It’s been a minute since the Jets have played at home. The team, still without star defensemen Josh Morrissey and Dustin Byfuglien, is doing its best. The past few games were encouraging, even, with the forwards creating offensive opportunities like last year’s squad. After smashing the Hurricanes and losing a close game to a resurgent Capitals squad, Winnipeg welcomed the San Jose Sharks. How did the wifiless Jets handle their underwater nemesis?
The First Period
This game was quite eventful from the puck drop, with both teams showing off energized skating legs and some shakier defensive sequences. Though it took a few shifts before either team recorded a shot on goal, it wasn’t for lack of trying. During the end-to-end chaos, Andrew Copp got tangled up with Radek Simek and both collapsed in a heap. Simek took the worst of the damage, with his leg appearing to bend in a shape the human mind cannot comprehend. I really hope he recovers quickly, because that was extremely difficult to watch.
Despite the loss of Simek, the Sharks pressed ever onwards, and caught the Jets napping a bit with a Vlasic rebound goal. The puck squeaked through Hellebuyck, who looked a bit uncomfortable on a few previous shot attempts. 30 seconds later, Winnipeg equalized on a Copp tip from a Chiarot point blast. The Jets added to their goalcount barely 30 seconds afterwards, with Little banking a shot off of a Sharks skate to make it 2-1. San Jose wasn’t satisfied with the scoreline and tied it late in the period. Gustav Nyquist punished the Jets defensive coverage with a slick backhand, tying it at 2-2. Phew, talk about a chaotic first period.
The Second Period
The Jets entered the middle frame with part of a power play. The man advantage without Byfuglien has been a bit stagnant, but Kyle Connor managed an extremely tight angle shot near the net-mouth to make it 3-2. Connor has been a ghost at 5v5, but the kid sure can score. From that point on, the Jets owned a considerable chunk of the play. They swarmed the offensive zone and threw puck after puck at Aaron Dell, making the San Jose keeper’s life rather busy.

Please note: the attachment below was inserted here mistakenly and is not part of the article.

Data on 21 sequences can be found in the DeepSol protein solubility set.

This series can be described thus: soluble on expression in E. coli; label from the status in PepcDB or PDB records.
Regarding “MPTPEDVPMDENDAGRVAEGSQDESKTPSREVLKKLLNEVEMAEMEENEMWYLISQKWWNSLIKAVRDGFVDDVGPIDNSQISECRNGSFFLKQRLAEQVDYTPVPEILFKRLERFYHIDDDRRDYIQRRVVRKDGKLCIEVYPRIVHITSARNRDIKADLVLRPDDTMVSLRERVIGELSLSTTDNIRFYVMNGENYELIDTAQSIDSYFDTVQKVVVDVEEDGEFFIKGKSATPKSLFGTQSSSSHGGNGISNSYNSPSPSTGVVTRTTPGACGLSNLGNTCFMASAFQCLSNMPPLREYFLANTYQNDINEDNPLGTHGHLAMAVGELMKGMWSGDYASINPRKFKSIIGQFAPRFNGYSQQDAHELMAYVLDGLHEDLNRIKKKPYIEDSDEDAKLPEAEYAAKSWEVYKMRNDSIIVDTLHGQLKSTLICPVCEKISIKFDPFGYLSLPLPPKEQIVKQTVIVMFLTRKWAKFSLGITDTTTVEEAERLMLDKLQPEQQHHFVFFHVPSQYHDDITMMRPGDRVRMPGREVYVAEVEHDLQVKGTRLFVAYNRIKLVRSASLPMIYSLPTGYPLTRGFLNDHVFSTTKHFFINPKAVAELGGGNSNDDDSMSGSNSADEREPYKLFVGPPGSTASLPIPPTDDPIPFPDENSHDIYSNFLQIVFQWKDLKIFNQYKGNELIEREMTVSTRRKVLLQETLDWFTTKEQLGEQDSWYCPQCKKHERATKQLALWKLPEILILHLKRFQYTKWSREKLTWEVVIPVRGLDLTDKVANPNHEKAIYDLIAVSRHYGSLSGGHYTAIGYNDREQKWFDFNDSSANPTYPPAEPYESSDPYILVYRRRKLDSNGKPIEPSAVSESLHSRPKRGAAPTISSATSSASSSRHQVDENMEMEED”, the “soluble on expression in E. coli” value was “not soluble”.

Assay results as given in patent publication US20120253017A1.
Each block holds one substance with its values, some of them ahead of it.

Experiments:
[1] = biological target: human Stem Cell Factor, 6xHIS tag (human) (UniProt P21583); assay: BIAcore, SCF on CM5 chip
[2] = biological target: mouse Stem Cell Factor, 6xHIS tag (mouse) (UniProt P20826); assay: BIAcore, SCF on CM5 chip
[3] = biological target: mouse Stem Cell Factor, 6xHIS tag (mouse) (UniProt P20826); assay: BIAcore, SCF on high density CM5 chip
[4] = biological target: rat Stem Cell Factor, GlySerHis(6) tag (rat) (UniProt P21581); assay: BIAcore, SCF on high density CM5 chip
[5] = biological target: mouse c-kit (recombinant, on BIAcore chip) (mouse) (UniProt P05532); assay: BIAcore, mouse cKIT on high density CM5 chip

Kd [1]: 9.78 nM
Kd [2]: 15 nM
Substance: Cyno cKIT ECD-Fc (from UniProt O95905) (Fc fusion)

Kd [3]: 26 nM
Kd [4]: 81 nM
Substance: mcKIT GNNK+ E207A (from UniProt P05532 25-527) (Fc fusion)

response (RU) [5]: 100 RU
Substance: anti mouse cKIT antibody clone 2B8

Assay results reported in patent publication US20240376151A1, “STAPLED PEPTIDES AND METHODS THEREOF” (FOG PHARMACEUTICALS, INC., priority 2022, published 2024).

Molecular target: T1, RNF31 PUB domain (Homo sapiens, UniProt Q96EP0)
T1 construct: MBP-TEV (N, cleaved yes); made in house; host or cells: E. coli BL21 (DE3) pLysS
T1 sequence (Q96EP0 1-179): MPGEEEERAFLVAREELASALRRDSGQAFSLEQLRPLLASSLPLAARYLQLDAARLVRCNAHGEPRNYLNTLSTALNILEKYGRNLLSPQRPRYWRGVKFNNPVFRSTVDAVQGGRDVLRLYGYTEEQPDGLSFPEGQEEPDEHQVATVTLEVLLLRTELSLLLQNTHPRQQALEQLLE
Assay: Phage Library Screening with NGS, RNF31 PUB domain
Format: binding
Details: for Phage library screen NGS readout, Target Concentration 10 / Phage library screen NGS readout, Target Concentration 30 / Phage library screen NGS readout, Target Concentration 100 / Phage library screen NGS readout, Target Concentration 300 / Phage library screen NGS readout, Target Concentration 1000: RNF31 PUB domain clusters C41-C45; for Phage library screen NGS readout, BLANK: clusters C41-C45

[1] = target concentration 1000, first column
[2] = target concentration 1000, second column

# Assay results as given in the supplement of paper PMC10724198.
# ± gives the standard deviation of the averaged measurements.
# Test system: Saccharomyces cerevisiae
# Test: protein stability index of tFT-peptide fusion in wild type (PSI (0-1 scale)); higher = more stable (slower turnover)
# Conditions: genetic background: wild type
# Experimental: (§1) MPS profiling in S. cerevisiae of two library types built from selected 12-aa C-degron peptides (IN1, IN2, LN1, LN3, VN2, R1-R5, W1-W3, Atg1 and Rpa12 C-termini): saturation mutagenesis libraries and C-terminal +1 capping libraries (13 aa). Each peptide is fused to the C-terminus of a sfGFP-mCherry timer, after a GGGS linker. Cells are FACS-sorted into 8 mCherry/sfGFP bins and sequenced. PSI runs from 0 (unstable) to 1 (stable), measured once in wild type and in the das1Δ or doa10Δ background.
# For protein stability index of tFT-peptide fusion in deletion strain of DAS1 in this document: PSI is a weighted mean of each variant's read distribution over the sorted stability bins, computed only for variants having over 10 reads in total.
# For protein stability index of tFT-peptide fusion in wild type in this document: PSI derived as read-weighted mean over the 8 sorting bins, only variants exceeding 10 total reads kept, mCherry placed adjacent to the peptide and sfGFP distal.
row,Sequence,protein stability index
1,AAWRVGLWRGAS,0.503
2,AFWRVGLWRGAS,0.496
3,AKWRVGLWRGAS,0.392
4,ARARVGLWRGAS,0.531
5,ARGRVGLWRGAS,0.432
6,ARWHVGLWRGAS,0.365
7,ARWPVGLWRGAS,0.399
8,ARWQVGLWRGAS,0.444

Unfortunately, Hellebuyck’s shaky outing continued, with Nyquist bagging his second goal of the evening from another squeaker. The marker was initially credited to Vlasic, but the scorers later adjusted the record for what appeared to be a small deflection off of Nyquist. The Sharks carried the momentum for the remainder of the period, hemming Winnipeg’s struggling defensive unit in on numerous occasions. The Kulikov-Myers pairing was at the heart of many of these defensive zone collapses, none of which are surprising. That pairing continues to be awful, and the Jets need to sever ties with both players at the conclusion off this season.
The Third Period
The less said about this period, the better. Marcus Sorensen opened the scoring with a nice feed from Jumbo Joe, breaking the deadlock with what felt like a fate-sealing dagger. The Jets then proceeded to get tenderized by San Jose for most of the period, until a late push saw Winnipeg chase the elusive tying goal. Miraculously, they got it, courtesy of a glorious Mathieu Perreault tip.
As is so often the case, Maurice completely bumbled this game by continually putting out Winnipeg’s worst defensemen in high leverage situations. The Jets had less than a minute to go in the period for a point, and still managed to lose on a last second Pavelski marker. The Jets pinched deep and Myers was off in who-knows-where-land while Kulikov got caught in a 2-on-1. Game, set, match. Absolutely embarrassing, beer league stuff with this team. You can say it was unlucky, but it really wasn’t.